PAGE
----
July-August Article


From Pastor Esposito, Associate Pastor


Fourth Commandment:  Children, Parents, Authority and Honor

 Now we move into the second table of the Ten Commandments.  We have looked at our relationship with God and now we look at how we should relate to one another.  The fourth commandment is “Honor your father and mother”.  This commandment is key to Luther’s theology and understanding of not just household life, but government and life in the community.  For Luther, parenthood is a position of honor that is higher than any other walk of life.  We are commanded not just to love them but to honor them.  Honoring is holding one in high esteem, high regard, it is being humble towards, speaking kindly towards, and honoring with words and actions. 

This commandment is not just about one’s parents or the person or persons raising a child, but it also extends to one’s superiors.  It extends to teachers, bosses, our government, civil authorities, and those that work to keep us safe and healthy. We are to respect, obey, and honor them for their hard work which can never really truly be repaid.  Without their nurturing, care, support, education, and love we would never survive in life.  When we honor them we are blessed with bread, clothes, education, and sustenance.  They act as God’s agents in our lives and should be treated and honored as such.

This does not mean that parents and those in position of authority can act and treat people any way they want.  With such a great position and great power comes great responsibility.  Those in authority must “keep in mind that they owe obedience to God, and that, above all, they should earnestly and faithfully discharge the duties of their office, not only to provide for the material support of their children, servants, subjects, etc., but especially to bring them up to the praise and honor of God”.  It is the duty of people to bring up children with the fear and knowledge of God and school them so that they are educated and able to be of service wherever they are needed.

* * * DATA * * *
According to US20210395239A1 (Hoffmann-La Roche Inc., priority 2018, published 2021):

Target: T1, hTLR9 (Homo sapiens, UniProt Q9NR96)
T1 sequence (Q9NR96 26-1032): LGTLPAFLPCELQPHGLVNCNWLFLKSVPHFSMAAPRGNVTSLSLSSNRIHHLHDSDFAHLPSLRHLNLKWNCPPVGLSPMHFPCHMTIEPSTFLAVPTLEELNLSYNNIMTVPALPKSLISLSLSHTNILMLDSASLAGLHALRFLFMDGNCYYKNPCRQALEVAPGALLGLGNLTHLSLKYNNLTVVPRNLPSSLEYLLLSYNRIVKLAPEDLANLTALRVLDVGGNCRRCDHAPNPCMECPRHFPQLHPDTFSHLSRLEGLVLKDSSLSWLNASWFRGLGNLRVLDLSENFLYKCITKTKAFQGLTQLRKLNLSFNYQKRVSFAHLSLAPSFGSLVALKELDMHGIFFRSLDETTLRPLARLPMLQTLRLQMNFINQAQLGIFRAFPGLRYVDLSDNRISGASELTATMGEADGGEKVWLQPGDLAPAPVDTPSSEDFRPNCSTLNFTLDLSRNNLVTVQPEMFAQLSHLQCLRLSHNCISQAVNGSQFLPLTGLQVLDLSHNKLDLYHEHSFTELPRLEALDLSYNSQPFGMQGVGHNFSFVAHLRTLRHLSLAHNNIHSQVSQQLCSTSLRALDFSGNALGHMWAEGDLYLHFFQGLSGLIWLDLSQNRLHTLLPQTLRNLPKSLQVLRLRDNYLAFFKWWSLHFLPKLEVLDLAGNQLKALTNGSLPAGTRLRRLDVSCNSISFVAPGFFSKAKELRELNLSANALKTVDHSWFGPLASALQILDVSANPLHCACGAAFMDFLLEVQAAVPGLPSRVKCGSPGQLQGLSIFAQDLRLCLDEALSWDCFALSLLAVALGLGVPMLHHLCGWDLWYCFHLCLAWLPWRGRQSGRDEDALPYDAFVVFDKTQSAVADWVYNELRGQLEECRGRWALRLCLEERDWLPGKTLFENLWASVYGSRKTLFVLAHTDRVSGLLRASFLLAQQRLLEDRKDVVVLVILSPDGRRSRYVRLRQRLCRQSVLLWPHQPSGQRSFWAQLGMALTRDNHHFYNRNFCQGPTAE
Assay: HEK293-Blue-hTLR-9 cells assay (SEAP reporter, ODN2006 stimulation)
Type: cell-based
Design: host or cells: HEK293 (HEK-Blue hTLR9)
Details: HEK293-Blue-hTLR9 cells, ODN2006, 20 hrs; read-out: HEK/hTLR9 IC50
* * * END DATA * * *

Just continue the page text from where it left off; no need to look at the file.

If those in authority execute that authority fairly, justly and in a way that honors God and all those under them honored them, then the world would be a better place.  We all must strive to live this way, but also know full well that sin abounds and we all will mess up and fall short of the glory of God.  Parents and those in authority are expected to teach and discipline those under their control.  We should admit our mistakes and continue to strive to act in a way that honors and respects one another.  We are, after all, children of God who are both sinners and saints. We should strive to act in a manner befitting God.

Next newsletter we will look at the fifth commandment about not killing and will see how it extends to more than physically killing someone with a gun, or knife or by some other violent action.


1Kolb and Wengert, “Luther’s Large Catechism”, Book of Concord  Fifth Edition, 2000., page 409